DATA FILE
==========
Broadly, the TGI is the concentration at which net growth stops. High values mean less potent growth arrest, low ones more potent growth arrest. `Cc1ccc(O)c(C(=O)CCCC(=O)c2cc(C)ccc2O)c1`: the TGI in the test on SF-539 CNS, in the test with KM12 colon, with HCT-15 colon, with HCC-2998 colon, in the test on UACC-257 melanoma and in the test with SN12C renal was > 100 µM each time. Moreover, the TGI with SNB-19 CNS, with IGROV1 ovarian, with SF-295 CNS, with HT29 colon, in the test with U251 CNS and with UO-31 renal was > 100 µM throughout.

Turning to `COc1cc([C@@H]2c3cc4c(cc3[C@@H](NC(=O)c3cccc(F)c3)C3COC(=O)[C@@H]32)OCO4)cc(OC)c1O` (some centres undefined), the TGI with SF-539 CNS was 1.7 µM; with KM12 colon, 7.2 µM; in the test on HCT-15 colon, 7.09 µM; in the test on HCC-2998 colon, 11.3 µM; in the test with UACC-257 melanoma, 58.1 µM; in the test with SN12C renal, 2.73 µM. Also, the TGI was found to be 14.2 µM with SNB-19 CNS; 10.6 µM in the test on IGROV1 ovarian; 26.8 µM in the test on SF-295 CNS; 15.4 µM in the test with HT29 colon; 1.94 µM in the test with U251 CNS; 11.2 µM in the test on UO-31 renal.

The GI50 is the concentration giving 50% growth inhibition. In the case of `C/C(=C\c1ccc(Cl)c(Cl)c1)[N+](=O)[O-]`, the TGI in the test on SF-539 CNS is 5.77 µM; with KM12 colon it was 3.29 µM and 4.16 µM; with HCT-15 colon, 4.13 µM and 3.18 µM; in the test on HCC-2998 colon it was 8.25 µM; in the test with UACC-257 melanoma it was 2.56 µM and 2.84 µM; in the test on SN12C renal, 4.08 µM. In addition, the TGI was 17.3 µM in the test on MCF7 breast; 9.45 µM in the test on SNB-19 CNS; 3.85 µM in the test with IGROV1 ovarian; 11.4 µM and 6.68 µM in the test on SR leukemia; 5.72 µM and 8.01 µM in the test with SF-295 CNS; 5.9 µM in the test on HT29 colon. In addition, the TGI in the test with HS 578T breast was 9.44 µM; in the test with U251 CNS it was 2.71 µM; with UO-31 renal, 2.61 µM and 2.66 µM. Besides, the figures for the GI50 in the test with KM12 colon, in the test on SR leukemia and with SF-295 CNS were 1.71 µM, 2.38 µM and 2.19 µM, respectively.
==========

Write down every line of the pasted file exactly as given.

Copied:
Broadly, the TGI is the concentration at which net growth stops. High values mean less potent growth arrest, low ones more potent growth arrest. `Cc1ccc(O)c(C(=O)CCCC(=O)c2cc(C)ccc2O)c1`: the TGI in the test on SF-539 CNS, in the test with KM12 colon, with HCT-15 colon, with HCC-2998 colon, in the test on UACC-257 melanoma and in the test with SN12C renal was > 100 µM each time. Moreover, the TGI with SNB-19 CNS, with IGROV1 ovarian, with SF-295 CNS, with HT29 colon, in the test with U251 CNS and with UO-31 renal was > 100 µM throughout.

Turning to `COc1cc([C@@H]2c3cc4c(cc3[C@@H](NC(=O)c3cccc(F)c3)C3COC(=O)[C@@H]32)OCO4)cc(OC)c1O` (some centres undefined), the TGI with SF-539 CNS was 1.7 µM; with KM12 colon, 7.2 µM; in the test on HCT-15 colon, 7.09 µM; in the test on HCC-2998 colon, 11.3 µM; in the test with UACC-257 melanoma, 58.1 µM; in the test with SN12C renal, 2.73 µM. Also, the TGI was found to be 14.2 µM with SNB-19 CNS; 10.6 µM in the test on IGROV1 ovarian; 26.8 µM in the test on SF-295 CNS; 15.4 µM in the test with HT29 colon; 1.94 µM in the test with U251 CNS; 11.2 µM in the test on UO-31 renal.

The GI50 is the concentration giving 50% growth inhibition. In the case of `C/C(=C\c1ccc(Cl)c(Cl)c1)[N+](=O)[O-]`, the TGI in the test on SF-539 CNS is 5.77 µM; with KM12 colon it was 3.29 µM and 4.16 µM; with HCT-15 colon, 4.13 µM and 3.18 µM; in the test on HCC-2998 colon it was 8.25 µM; in the test with UACC-257 melanoma it was 2.56 µM and 2.84 µM; in the test on SN12C renal, 4.08 µM. In addition, the TGI was 17.3 µM in the test on MCF7 breast; 9.45 µM in the test on SNB-19 CNS; 3.85 µM in the test with IGROV1 ovarian; 11.4 µM and 6.68 µM in the test on SR leukemia; 5.72 µM and 8.01 µM in the test with SF-295 CNS; 5.9 µM in the test on HT29 colon. In addition, the TGI in the test with HS 578T breast was 9.44 µM; in the test with U251 CNS it was 2.71 µM; with UO-31 renal, 2.61 µM and 2.66 µM. Besides, the figures for the GI50 in the test with KM12 colon, in the test on SR leukemia and with SF-295 CNS were 1.71 µM, 2.38 µM and 2.19 µM, respectively.